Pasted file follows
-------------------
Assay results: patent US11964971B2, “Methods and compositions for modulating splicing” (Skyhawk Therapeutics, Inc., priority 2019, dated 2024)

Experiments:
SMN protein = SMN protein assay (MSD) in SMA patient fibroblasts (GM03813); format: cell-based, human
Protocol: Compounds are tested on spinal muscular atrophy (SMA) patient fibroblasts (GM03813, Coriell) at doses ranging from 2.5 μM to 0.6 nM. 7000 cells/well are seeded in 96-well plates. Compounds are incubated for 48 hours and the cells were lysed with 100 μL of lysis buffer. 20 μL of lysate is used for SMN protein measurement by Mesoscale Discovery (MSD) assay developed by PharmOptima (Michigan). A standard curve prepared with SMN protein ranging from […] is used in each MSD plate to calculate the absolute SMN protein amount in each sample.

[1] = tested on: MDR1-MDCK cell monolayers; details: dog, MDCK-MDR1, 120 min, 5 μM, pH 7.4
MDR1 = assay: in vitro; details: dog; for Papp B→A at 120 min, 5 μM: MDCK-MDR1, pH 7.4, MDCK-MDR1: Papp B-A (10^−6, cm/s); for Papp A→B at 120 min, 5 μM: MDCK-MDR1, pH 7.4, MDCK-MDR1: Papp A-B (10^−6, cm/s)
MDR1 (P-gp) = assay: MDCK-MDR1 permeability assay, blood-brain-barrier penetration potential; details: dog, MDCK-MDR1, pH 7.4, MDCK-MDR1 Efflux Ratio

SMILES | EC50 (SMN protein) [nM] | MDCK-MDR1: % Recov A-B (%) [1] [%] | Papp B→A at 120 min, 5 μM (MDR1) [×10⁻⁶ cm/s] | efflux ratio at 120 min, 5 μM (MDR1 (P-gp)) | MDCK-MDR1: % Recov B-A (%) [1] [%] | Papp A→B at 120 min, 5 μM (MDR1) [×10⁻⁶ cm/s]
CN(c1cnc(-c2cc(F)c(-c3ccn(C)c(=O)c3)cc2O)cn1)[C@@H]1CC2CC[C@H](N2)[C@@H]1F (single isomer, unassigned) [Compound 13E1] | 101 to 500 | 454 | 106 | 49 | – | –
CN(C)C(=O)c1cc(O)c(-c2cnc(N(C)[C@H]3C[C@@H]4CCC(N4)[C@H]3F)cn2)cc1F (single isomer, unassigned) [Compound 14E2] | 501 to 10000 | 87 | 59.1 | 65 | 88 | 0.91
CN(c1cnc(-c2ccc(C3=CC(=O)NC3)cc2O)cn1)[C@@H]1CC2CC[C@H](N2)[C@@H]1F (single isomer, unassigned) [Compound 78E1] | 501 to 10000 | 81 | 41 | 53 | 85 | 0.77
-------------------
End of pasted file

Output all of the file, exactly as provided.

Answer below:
Assay results: patent US11964971B2, “Methods and compositions for modulating splicing” (Skyhawk Therapeutics, Inc., priority 2019, dated 2024)

Experiments:
SMN protein = SMN protein assay (MSD) in SMA patient fibroblasts (GM03813); format: cell-based, human
Protocol: Compounds are tested on spinal muscular atrophy (SMA) patient fibroblasts (GM03813, Coriell) at doses ranging from 2.5 μM to 0.6 nM. 7000 cells/well are seeded in 96-well plates. Compounds are incubated for 48 hours and the cells were lysed with 100 μL of lysis buffer. 20 μL of lysate is used for SMN protein measurement by Mesoscale Discovery (MSD) assay developed by PharmOptima (Michigan). A standard curve prepared with SMN protein ranging from […] is used in each MSD plate to calculate the absolute SMN protein amount in each sample.

[1] = tested on: MDR1-MDCK cell monolayers; details: dog, MDCK-MDR1, 120 min, 5 μM, pH 7.4
MDR1 = assay: in vitro; details: dog; for Papp B→A at 120 min, 5 μM: MDCK-MDR1, pH 7.4, MDCK-MDR1: Papp B-A (10^−6, cm/s); for Papp A→B at 120 min, 5 μM: MDCK-MDR1, pH 7.4, MDCK-MDR1: Papp A-B (10^−6, cm/s)
MDR1 (P-gp) = assay: MDCK-MDR1 permeability assay, blood-brain-barrier penetration potential; details: dog, MDCK-MDR1, pH 7.4, MDCK-MDR1 Efflux Ratio

SMILES | EC50 (SMN protein) [nM] | MDCK-MDR1: % Recov A-B (%) [1] [%] | Papp B→A at 120 min, 5 μM (MDR1) [×10⁻⁶ cm/s] | efflux ratio at 120 min, 5 μM (MDR1 (P-gp)) | MDCK-MDR1: % Recov B-A (%) [1] [%] | Papp A→B at 120 min, 5 μM (MDR1) [×10⁻⁶ cm/s]
CN(c1cnc(-c2cc(F)c(-c3ccn(C)c(=O)c3)cc2O)cn1)[C@@H]1CC2CC[C@H](N2)[C@@H]1F (single isomer, unassigned) [Compound 13E1] | 101 to 500 | 454 | 106 | 49 | – | –
CN(C)C(=O)c1cc(O)c(-c2cnc(N(C)[C@H]3C[C@@H]4CCC(N4)[C@H]3F)cn2)cc1F (single isomer, unassigned) [Compound 14E2] | 501 to 10000 | 87 | 59.1 | 65 | 88 | 0.91
CN(c1cnc(-c2ccc(C3=CC(=O)NC3)cc2O)cn1)[C@@H]1CC2CC[C@H](N2)[C@@H]1F (single isomer, unassigned) [Compound 78E1] | 501 to 10000 | 81 | 41 | 53 | 85 | 0.77